Don’t be surprised by any uncertainty or cognitive dissonance in reading the title of this blog entry. I do not expect that invoking this phrase should cause immediate recognition of some existing discipline or perspective.

Although “learner experience” as a concept has appeared to some degree in research and publication, it has generally been used to broadly represent learning from a student perspective or as a surrogate for other concepts, such as prior knowledge.

My use of the concept “learner experience” defines a learner-centered approach to the research, design, development, and delivery of instruction in formal education and training as well as more informal and social modes of learning.

Although my emphasis in promoting this practice is with the adult learner whose needs can be readily and reliably articulated from a personal and professional perspective, I believe that this learner-centered engagement in instructional design decisions can extend (with scaffolding) to younger learner populations.

This perspective on learning and learners is meant to be closely aligned with the concepts and practices of User Experience (UX) for software users and Customer Experience (CX) for customers, and accordingly, it deserves its own acronym, LX.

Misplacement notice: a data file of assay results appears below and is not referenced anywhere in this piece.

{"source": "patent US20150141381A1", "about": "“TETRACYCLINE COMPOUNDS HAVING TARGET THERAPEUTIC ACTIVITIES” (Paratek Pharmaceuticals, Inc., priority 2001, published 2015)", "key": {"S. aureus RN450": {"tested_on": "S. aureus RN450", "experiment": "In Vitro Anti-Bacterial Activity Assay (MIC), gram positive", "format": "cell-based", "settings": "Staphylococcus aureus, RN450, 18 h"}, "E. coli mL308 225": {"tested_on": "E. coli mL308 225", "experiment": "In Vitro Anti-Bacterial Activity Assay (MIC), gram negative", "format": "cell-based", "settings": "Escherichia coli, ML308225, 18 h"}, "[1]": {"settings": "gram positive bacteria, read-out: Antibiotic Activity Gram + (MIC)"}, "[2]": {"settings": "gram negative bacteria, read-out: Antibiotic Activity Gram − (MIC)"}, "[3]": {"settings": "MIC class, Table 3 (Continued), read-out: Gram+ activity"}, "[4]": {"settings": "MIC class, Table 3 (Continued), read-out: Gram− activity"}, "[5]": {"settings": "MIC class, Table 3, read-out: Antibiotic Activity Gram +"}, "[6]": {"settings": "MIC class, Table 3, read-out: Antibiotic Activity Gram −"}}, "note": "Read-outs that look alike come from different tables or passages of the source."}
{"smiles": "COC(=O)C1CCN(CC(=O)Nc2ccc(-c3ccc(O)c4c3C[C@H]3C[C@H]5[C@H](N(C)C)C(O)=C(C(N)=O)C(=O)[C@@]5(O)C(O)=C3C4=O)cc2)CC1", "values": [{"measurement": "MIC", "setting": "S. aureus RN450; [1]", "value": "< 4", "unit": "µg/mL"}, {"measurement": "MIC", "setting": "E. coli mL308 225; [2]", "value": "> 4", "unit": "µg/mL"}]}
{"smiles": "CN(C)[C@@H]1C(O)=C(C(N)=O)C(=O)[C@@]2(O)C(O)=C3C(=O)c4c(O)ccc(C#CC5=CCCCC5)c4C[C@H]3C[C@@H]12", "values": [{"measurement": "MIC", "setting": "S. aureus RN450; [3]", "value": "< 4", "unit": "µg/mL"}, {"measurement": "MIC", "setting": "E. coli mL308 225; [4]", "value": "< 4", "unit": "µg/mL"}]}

The reason I invoke it is because of my belief that the learner has not received the same attention in the design and delivery of instruction that software users and customers receive through the application of their respective UX and CX disciplines by researchers and practitioners.

Although it has been a hallmark of my professional services at Program House, most of my prospective clients are not initially aware of how I provide it beyond what is described on my Web site.

When I begin to describe and practice learner experience research and design, it is usually understood in terms of user experience and/or customer experience. I find that acceptable to a point, but would like to argue for the use of learner experience (LX) in a manner that has some overlapping function with UX and CX, but also attends to the unique experience of learning and instruction that someone experiences.